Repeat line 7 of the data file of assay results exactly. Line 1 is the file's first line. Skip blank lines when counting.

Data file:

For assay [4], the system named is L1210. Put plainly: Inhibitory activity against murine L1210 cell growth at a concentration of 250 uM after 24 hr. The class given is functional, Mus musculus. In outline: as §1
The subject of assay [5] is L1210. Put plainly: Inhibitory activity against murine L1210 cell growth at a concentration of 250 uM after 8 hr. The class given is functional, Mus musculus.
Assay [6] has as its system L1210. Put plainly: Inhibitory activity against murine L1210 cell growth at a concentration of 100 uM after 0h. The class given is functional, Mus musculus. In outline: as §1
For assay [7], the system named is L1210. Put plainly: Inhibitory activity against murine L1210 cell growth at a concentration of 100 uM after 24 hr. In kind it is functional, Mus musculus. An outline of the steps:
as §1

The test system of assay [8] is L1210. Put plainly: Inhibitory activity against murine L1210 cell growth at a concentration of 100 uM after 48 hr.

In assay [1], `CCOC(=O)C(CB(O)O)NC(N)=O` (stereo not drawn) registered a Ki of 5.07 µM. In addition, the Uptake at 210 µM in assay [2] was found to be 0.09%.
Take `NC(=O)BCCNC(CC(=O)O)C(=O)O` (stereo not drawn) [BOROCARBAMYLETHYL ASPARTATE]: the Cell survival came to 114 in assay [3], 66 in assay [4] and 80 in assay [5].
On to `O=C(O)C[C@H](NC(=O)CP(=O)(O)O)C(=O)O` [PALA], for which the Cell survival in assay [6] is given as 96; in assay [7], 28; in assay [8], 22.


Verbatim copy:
In assay [1], `CCOC(=O)C(CB(O)O)NC(N)=O` (stereo not drawn) registered a Ki of 5.07 µM. In addition, the Uptake at 210 µM in assay [2] was found to be 0.09%.